Amelie: I can’t imagine such a luxury since my parents died. I would love to go into Oregon City and pick out some new clothes.

Pierre  winks: You mean a regular day for me. I am kidding. I do have some responsibilities. I usually go out for the evening with friends after I handle my business affairs. *He turns to Amelie* By the way, I can take you into Oregon City any time you like and make that happen.

Novel PASTimes: What’s your idea of a good marriage?

Amelie: Both the man and woman have the same ideas and beliefs and they need to respect one another, allowing each to be their own person.

Pierre: Finding someone who makes you happy and you love them not despite their flaws but because of them.

Novel PASTimes: What are you most proud of about your life?

Amelie: I’ve been able to take care of my younger sister after our parents’ deaths.

Pierre: I’ve done my best to protect the people I love.

Novel PASTimes: What are you most ashamed of in your life?

Amelie: I refused to accept help from those who offered and I ended up putting myself in a dangerous situation because of it.

Pierre: I refused to see the reason why the two women I loved in my life both picked God over me.

Novel PASTimes: What do you believe about God?

Amelie: He is always there for me. His strength and love is what got me through the loss of my parents.

Pierre: I was raised without God. I continued on that road until I met Amelie Leclaire. She showed the power of God’s love and mercy.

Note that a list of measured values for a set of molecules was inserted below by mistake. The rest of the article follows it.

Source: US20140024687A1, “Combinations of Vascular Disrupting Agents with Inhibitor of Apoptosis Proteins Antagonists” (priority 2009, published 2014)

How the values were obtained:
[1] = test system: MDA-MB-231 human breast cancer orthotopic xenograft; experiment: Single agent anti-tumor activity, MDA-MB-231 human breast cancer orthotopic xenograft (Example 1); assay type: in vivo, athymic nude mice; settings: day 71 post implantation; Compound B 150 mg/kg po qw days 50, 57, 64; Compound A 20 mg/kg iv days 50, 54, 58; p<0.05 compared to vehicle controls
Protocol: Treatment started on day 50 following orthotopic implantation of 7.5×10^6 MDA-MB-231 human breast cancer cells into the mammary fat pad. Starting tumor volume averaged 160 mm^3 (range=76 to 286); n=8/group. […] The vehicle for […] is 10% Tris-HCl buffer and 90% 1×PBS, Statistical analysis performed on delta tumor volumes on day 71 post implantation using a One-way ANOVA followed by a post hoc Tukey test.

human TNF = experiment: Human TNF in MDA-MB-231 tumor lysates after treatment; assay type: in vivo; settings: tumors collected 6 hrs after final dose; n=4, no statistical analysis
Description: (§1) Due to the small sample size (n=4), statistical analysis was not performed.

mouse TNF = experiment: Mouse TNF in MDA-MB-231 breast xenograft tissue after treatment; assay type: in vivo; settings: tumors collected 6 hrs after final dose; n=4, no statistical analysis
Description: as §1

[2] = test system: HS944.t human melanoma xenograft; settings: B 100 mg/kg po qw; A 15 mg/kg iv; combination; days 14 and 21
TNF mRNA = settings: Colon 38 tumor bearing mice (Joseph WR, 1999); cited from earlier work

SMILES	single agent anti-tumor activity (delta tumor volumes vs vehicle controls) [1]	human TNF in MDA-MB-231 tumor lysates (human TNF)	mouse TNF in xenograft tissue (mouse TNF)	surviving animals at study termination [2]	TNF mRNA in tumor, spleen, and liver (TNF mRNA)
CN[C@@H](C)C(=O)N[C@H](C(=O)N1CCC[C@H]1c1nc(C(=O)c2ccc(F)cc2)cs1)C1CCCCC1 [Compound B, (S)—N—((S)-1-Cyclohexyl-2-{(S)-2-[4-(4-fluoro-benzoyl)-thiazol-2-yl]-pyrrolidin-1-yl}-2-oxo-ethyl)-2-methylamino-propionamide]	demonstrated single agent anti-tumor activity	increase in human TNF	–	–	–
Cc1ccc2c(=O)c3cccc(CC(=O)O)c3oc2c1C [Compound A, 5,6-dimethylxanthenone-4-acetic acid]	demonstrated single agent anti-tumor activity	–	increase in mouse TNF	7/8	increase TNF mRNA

Amelie blushes: You flatter me. I’m glad to see the changes in your heart.

Novel Pastimes: Is there anything you’ve always wanted to do but haven’t done?

Amelie: I want to travel to France one day and see where my parents came from as well as sample French cuisine.

Pierre: Since Amelie wants to go to France, I would love to take her there. I can’t help giving her whatever she wants.

Amelie: I have to admit, he loves to spoil me.

Novel PASTimes: What’s the worst thing that’s happened in your life? What did you learn from it?

Amelie: Both my parents died in a tragic accident. I learned to lean on God as well as the friends God placed in my life.

Pierre: I lost the woman I thought I loved to another man. I learned that what we consider an awful turn of events often can be a blessing in disguise. If I had ended up with Margaret, I never would have met Amelie. She is the true love of my life.

Novel PASTimes: Tell me about your best friend.

Amelie: Debbey McCoy is funny, loyal and a good Christian. She had been my friend since as far back as I can remember. Her father is the pastor of West Linn’s only church.

Pierre: William Almonbury speaks his mind, loves adventure and thinks he’s witty, but between you and me, he’s not as funny as he thinks. However, he is a good and loyal friend.

Novel PASTimes: What’s the worst thing you’ve ever done to someone? Why?